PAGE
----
The British Prime Minister, Boris Johnson, just might do what the Irish Republican Army never could: get the Brits out of Ireland.
Johnson’s a Brexit man, and people who voted for Brexit worry about contamination, about non-Brits migrating across the channel and settling in the shires, about national purity.
But which nation?
The people we call “British” actually are stitched together, Frankenstein-fashion, from four distinct nations. We tend to forget this, because almost 85% of the people live in England, which annexed Wales in the 1500s, grafted on Scotland in 1707, and surgically attached Ireland, against the will of the vast majority of its inhabitants, in 1801.
In 1922, most of Ireland was amputated by rebels, but the Brits managed to keep the northern stump of the island, where most of the Presbyterian “Unionists” lived. They wanted to stay united with the British crown rather than participate in a republic dominated by Catholics, so the Brits counted up voters and gerrymandered a border that would give Unionists the biggest chunk of Ireland that would still guarantee their majority.
That border’s been a problem ever since. Starting in 1969, the IRA fought a guerrilla campaign to erase it, which only built it up. Ambushes, helicopters, armed soldiers from Lancaster and London, internment camps, bombs, sectarian murder. Two generations of kids grew up in a war zone. The “Troubles” malformed nearly every aspect of their lives.
The war ended on Good Friday in 1998. Catholics finally got equal rights. The IRA decommissioned its rifles and plastic explosives. The British dismantled checkpoints. Barbed wire came down. Then the guard towers. And finally the soldiers went home. Northern Ireland is still part of the U.K., but the Irish border virtually disappeared. A full generation of kids have grown up in peace.
That’s why most people living in Northern Ireland voted against Brexit. Once the U.K. leaves Europe, the border will become a land boundary between different economic zones. The checkpoints will come back. Then the smugglers. Then the guns. Then the barbed wire. Then the snaking lines of cars and trucks. Then the IRA. And finally the soldiers from England with assault rifles.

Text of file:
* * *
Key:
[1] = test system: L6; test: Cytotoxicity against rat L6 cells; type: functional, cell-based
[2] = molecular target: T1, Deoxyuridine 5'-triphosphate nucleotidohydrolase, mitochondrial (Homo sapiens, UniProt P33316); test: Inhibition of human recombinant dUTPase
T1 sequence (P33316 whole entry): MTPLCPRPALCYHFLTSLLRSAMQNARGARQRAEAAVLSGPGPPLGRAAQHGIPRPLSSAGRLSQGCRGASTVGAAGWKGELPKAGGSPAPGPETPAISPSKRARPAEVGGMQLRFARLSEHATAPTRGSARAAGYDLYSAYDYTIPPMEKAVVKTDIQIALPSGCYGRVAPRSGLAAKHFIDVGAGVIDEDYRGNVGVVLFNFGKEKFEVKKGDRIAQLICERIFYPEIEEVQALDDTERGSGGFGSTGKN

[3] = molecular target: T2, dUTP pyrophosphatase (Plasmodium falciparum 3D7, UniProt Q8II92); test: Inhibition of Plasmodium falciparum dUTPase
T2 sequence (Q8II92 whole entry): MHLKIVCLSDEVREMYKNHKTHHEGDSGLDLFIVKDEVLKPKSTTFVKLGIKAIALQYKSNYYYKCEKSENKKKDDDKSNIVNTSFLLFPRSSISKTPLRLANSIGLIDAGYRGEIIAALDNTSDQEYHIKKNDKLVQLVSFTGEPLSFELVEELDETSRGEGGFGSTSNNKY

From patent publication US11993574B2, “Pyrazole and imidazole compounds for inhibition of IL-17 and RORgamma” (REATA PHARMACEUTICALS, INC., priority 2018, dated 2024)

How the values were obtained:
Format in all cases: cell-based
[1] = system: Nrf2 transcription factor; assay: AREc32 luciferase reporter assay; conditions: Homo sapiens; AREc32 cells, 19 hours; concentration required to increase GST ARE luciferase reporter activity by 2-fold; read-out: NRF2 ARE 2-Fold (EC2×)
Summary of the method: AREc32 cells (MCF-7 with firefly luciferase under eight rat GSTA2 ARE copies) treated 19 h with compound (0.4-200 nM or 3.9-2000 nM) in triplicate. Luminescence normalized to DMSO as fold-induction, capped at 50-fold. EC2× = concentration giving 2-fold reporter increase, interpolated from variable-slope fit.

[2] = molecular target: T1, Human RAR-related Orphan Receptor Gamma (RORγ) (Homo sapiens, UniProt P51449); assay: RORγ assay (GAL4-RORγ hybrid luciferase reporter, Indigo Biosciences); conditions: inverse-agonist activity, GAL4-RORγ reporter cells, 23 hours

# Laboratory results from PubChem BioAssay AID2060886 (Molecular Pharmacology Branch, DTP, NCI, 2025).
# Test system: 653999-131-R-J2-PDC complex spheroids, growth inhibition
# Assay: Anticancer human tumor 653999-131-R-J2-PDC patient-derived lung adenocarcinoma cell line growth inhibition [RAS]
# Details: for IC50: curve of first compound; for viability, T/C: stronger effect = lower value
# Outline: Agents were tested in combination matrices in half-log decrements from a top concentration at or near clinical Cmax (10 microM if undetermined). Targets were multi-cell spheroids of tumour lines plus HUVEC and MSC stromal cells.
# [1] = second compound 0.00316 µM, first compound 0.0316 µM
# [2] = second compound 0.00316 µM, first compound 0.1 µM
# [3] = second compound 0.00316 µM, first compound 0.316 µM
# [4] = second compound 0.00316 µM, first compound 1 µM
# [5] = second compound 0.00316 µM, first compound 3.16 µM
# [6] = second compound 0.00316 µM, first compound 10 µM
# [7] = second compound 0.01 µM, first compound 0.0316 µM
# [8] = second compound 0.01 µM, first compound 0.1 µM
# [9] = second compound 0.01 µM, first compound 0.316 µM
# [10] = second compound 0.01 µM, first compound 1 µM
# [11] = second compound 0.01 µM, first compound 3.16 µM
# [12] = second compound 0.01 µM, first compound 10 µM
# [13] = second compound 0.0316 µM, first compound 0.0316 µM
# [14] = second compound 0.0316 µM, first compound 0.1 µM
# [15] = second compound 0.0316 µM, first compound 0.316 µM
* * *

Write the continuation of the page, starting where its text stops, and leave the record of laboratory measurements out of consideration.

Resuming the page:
The only one way to “get Brexit done,” as Boris Johnson puts it, and honor the Good Friday Agreement is to give Northern Ireland special status. Politically, it stays in the U.K.. Economically, it says in Europe. The customs border would be in the sea between the islands of Ireland and Britain.
Unionists refuse, because that would bind the territory closer to the Republic and loosen that stitching to the crown. And as fate would have it, 10 Unionist MPs (out of 650 total members of the British Parliament) gave the Conservatives their majority, so they got to dictate the terms of Brexit. Their stubbornness brought down Theresa May and installed Boris Johnson as prime minister.
But Johnson’s dictatorial style is so offensive that more than 20 members split from the Conservatives, shattering their fragile majority. That’s where we are today. Until and unless the Conservatives flip about 25 seats, Johnson is a lame duck.
Being lame turns out to be strangely empowering. Those 10 Unionists are now worthless to Johnson. Nothing binds the Conservatives to Northern Ireland except pride in the integrity of the British state, and apparently England is not too proud of its Irish stump.
Johnson persuaded Europe to renegotiate the “protocol on Ireland/Northern Ireland,” and to save face he claims to have taken the whole U.K. out of the EU without a customs border anywhere. But anyone who reads the new document — Unionists and Irish Nationalists alike — sees that it erects a border between Northern Ireland and the rest of the U.K.. Johnson is throwing the Unionists under the bus, and he’s betting that English voters will cheer.
On Dec. 12, we’ll find out just how “British” the English are. If England cares more about its borders than the U.K.’s, Boris will get Brexit done. And he’ll lose Northern Ireland.
Joseph Kelly is director of Irish and Irish American Studies at the College of Charleston.